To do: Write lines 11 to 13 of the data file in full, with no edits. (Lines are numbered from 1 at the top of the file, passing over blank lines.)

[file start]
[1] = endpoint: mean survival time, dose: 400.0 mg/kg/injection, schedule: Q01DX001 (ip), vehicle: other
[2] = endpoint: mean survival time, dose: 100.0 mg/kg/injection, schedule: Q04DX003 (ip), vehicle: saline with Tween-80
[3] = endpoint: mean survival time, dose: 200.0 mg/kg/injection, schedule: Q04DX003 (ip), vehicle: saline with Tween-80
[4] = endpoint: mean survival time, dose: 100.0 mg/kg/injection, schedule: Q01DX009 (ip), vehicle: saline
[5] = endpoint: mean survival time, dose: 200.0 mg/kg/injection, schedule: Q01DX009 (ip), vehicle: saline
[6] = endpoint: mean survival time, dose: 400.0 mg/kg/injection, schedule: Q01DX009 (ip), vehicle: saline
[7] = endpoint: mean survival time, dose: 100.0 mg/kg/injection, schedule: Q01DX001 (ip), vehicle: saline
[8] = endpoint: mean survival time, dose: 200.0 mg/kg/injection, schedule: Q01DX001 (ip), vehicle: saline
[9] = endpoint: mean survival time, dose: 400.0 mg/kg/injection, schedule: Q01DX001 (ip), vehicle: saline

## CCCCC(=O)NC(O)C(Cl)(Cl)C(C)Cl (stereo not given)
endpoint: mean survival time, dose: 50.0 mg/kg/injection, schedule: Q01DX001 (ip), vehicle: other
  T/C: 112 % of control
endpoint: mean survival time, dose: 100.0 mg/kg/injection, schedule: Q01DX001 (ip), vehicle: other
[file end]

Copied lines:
endpoint: mean survival time, dose: 50.0 mg/kg/injection, schedule: Q01DX001 (ip), vehicle: other
  T/C: 112 % of control
endpoint: mean survival time, dose: 100.0 mg/kg/injection, schedule: Q01DX001 (ip), vehicle: other